Having performed at wedding ceremonies since she was a teen back in 1998, violinist/violist Laurel Thomsen is happy to demystify the traditional wedding ceremony terminology and help brides and grooms make their wedding ceremonies their own.
Historically, a wedding processional symbolizes the bride and her attendants coming to meet the groom, perhaps for the first time, hence the reason for the groom and groomsmen already being at the altar, the veil for the bride, the father giving her away, etc.
Modern couples are free to create a wedding ceremony that suits their beliefs and desires, yet some of the traditional language is helpful in communicating the points of a ceremony where music may be needed.
While the terms "bride" and "groom" are used below, for same-sex couples, please disregard that terminology.
A typical wedding ceremony includes many or all of these musical points:
- Musical Interludes
- Guests' dismissal
The Prelude is 15-30 minutes of music played before the ceremony as guests are arriving and taking their seats. Often, right before the processional is set to start, the groom and officiant take their places, and sometimes the groomsmen as well, though they may accompany the bridesmaids in the Processional instead.
Prelude pieces are typically slow to moderate tempo, and may be calming or introspective to help focus everyone's attention. Many clients leave the choice of Prelude music up to the musicians, though some choose special pieces they'd like to have performed. 3-6 songs covers a typical Prelude portion.
The Processional may be simple, with one song played as the bride walks down the aisle to meet the groom, or include multiple songs as groups of attendants and family members make their entrance.
A more elaborate processional may begin with groups such as the parents, the mothers, and the grandparents. If the officiant and groom are part of the processional they would enter here as well.
The bridesmaids typically come next. If the groomsmen are walking in the processional they usually accompany the bridesmaids, either hand in hand, in groups of all of one (often groomsmen first) then all of the other, or alternating. If there are flower girls or ring bearers they would come in right after the bridesmaids/groomsmen.
The bride, traditionally accompanied by her father, makes the final entrance. Some brides in recent years enter alone. Some are accompanied by both parents, a father and step-father, or her mother when a father is not present. Since it’s your day, make it your processional.
There can be a separate piece of music performed for each group of people in the processional, or some/all groups arriving with the same song played throughout. It is typical and provides a grand entrance when a distinct song is played for the bridal entrance. An elegant yet easy processional choice is to have one piece played while everyone before the bride enters, and then a new song for the bride. It is not a problem to switch pieces for each group in the processional however, as long as each group waits long enough to hear the music change before they enter.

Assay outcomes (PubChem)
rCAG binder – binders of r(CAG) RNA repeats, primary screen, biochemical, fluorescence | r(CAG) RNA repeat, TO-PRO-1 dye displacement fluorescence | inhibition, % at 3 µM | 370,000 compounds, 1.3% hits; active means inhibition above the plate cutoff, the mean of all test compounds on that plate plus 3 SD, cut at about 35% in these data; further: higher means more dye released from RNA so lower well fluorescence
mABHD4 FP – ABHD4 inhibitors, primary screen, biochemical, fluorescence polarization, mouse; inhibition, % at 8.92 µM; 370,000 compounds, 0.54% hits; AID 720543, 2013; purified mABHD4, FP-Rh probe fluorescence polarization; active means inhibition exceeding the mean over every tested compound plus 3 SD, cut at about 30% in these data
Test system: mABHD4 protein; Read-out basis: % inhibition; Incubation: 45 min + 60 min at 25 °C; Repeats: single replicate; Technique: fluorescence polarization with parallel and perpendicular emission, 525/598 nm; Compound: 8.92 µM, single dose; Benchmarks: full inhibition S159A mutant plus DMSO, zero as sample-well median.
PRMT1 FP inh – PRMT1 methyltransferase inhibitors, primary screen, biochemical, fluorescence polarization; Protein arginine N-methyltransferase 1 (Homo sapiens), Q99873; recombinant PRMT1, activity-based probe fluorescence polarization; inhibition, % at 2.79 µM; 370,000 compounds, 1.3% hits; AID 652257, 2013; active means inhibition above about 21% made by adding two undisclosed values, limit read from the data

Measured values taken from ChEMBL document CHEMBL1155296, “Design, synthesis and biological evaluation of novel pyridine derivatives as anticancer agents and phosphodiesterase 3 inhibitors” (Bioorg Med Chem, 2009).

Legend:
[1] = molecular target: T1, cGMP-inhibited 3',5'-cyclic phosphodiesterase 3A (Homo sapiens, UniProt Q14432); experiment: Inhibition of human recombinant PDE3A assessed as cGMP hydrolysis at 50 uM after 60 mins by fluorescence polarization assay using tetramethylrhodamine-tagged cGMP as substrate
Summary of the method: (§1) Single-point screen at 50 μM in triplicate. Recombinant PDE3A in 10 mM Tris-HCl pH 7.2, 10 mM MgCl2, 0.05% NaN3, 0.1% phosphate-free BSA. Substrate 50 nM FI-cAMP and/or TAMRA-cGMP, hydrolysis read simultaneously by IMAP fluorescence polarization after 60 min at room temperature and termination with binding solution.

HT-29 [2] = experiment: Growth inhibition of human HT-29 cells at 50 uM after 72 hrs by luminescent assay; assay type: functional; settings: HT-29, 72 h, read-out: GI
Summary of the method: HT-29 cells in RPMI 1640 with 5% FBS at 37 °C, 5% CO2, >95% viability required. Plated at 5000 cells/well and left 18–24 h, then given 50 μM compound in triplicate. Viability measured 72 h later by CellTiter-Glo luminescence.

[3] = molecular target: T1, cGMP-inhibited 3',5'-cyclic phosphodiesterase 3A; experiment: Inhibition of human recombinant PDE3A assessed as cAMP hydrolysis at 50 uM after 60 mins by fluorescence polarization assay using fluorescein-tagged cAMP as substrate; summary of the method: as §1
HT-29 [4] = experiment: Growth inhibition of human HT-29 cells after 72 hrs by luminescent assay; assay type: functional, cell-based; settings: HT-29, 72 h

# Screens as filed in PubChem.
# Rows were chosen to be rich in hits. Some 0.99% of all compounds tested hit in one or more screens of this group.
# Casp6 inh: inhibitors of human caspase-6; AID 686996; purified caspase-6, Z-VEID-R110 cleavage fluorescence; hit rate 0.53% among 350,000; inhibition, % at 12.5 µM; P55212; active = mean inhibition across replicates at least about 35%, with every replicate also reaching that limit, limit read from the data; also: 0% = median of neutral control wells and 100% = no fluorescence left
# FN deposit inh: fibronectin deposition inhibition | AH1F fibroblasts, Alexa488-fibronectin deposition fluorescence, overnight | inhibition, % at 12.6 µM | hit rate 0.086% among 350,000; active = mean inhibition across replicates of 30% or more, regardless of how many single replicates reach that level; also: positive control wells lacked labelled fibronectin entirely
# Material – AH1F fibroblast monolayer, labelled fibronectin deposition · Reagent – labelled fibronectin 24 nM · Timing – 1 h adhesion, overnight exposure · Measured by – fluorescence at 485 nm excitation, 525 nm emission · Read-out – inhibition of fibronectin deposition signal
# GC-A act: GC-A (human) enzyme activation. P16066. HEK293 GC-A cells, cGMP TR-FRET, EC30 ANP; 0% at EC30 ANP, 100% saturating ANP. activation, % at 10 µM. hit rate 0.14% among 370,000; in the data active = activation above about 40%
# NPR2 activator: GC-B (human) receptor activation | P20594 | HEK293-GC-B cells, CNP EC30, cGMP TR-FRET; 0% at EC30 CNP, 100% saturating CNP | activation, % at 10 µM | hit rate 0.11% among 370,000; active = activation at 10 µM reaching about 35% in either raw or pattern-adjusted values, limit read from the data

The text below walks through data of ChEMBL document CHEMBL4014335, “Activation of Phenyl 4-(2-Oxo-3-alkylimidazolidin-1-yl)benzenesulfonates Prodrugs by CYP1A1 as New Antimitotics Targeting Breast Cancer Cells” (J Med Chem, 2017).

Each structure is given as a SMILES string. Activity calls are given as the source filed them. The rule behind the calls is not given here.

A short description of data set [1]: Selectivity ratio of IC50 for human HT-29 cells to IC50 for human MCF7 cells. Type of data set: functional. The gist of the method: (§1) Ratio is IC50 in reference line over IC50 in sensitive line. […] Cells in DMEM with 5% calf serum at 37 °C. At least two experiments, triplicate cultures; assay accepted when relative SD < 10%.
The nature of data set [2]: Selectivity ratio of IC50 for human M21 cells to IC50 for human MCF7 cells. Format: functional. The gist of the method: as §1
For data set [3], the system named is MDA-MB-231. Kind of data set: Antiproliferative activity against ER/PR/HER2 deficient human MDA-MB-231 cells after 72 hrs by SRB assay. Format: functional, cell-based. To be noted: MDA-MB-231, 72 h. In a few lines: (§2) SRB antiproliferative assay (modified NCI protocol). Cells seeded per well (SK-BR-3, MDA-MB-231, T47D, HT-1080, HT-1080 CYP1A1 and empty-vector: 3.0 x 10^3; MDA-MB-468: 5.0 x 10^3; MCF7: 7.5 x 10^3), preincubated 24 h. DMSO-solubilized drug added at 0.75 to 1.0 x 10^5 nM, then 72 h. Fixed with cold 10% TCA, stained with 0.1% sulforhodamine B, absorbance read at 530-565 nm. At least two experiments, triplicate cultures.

Processional pieces are typically slow to moderate pace.
While many ceremonies are short and don't include any music, some couples choose to have a short interlude before the vows, as a moment of prayer, remembrance, or reflection, or during special moments like a unity candle lighting, sand ceremony, or communion. While not typical, some couples choose to have soft music played throughout the ceremony.
Pieces chosen for interludes are typically calm and introspective.
The Recessional song completes the ceremony with the bridal party walking back down the aisle in reverse order beginning with the bride and groom. Typically, one piece is played for the entire bridal party recessional.
Recessional pieces are typically upbeat, joyous, and fun.
At the ceremony's conclusion, guests are then free to exit the ceremony area. The officiant may give the formal dismissal, directing the guests to the next activity. Another song is typically played as they exit.
Pieces chosen for the dismissal of the guests are typically upbeat and fun.
The musicians may play Postlude (typically 15-30 minutes) if people are milling about the ceremony site, taking photos etc., but clients may also choose to have the music end with the guests’ dismissal as people move on to another location. The musicians may also relocate with the guests to a cocktail hour, luncheon, dinner, or reception location.
Pieces chosen for the Postlude are typically upbeat, joyous, and fun.